The other day, Connor came home with a birthday invitation. Normally this occurrence does not cause any concern, other than “what are we going to get for a present? What do you know about them? Do they have any wants?” You know, the usual sorta thing. This invitation was different though.
It was an invite for a sleep-over party. And the birthday celebrant is a girl.
I like to think of myself as a fairly modern woman, easy going and adaptable. I try to be an engaged parent, who’s friend enough with her kids that they want to talk to me, and spend time with me, while at the same time being the authority figure. I like to be seen as reasonable, supportive and accommodating. When I read that invitation though, all thoughts of fun and openness flew out the window. “Some hussy wants to spend the night with my baby boy??? I don’t think so!”
Okay, not quite. But you know me: I do have a mild flare for the drama.
It did put me into a minor state of alarm though… these kids are 8 year-olds, for the most part… Is it acceptable to have co-ed sleep-overs, with people to whom you are not related, when you’re this old? So I did what any reasonable person does when faced with a dilemma: I posted it to facebook. And what a flurry of commentary that brought on!
Before I go on, I feel that I should share something very personal with you. Here’s why: it fully colours my perspective and influences my thought processes around parenting. Even more so when considering the “co-ed sleepover” type questions. I am a survivor of sexual abuse. My first offense happened when I was 6. So to be honest, I was surprised when we had “the talk” with Connor recently that he didn’t know what sex was.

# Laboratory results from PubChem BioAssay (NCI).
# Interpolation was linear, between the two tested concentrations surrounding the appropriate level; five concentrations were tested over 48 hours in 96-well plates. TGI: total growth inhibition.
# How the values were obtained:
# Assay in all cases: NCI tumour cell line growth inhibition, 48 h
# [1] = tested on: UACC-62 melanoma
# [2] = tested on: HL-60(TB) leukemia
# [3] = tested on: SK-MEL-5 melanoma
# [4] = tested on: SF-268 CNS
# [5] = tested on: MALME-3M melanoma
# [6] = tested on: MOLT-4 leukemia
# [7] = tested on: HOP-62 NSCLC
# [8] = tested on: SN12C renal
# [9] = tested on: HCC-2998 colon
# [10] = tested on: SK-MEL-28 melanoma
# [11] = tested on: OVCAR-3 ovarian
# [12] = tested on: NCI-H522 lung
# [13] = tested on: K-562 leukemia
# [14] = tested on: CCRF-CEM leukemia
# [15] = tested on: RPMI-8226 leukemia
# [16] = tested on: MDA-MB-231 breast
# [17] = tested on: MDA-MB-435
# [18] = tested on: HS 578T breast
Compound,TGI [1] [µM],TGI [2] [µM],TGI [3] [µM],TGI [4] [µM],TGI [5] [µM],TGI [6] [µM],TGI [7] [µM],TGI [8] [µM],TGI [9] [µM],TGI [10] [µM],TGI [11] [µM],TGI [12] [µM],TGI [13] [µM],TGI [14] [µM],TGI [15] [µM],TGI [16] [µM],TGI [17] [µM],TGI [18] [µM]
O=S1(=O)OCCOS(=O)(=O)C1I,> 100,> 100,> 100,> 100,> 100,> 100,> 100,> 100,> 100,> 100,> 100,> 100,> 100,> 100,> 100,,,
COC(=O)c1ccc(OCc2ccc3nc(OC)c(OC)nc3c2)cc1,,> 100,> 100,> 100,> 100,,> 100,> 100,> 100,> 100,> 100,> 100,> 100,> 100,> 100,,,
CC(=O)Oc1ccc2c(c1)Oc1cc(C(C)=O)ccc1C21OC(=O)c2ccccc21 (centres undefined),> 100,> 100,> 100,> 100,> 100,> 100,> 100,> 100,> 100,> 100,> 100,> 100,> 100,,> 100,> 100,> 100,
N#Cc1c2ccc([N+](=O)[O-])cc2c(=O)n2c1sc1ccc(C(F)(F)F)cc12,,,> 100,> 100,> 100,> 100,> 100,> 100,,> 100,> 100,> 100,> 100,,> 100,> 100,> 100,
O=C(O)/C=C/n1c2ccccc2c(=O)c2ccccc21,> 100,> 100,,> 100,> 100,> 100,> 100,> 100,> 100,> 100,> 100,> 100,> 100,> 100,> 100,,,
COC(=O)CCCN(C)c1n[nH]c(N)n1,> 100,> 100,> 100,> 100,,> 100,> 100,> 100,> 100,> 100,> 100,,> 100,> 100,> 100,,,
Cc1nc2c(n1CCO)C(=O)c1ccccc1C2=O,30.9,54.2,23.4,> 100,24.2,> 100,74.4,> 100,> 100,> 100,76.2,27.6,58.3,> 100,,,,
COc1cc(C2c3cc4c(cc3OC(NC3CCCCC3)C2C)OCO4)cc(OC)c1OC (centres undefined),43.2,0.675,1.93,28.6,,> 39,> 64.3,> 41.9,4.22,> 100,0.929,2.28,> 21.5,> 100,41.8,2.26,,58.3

There’s a fine line, I think, between responsible parenting and imposing your own experiences on your children. It’s not that I think because he was invited to a co-ed sleepover at the age of 8 that he will be molested, or made to do something that he doesn’t want to do. It’s not that I’m worried about the parents of this little girl treating my son inappropriately either. When I posted my concern about this invite to facebook, a friend of mine who has some shared history with me made her position clear: do not send the kid, kids are into “show me yours, I’ll show you mine” and he will be… for lack of a better word, unsafe.
Because of my history, I know what she’s talking about. I’m not worried about the adults in the host-home for the sleepover, it’s that there will be other children there, who may have had the terrible misfortune of experience like mine. And once that train is out of the station, there is no turning back. Abused children instigate these games because they are innocent and are unaware that what they are suggesting is highly inappropriate. I know this because my first offender was not the picture you think of when you think “child abuser”. My first offender was a child, who was engaging in play with me the way someone else – likely an adult in a position of trust – had played with him.
Ultimately, I am likely to allow Connor to spend the night. What’s important to me is that there is another boy attending because I think that will make him feel a lot more comfortable. I know that Connor has a very strong sense of himself, is not easily swayed to do what he is not comfortable with (have you met MOMD? Connor is so much like his Dad) and he has a very firm grasp on privacy and his need for it. I do not think he will engage in inappropriate behaviour. I trust him to be a perfect little 8-year-old boy.
The 6-year-old girl in me is very proud of him, and is working every day to let him go and live his own life.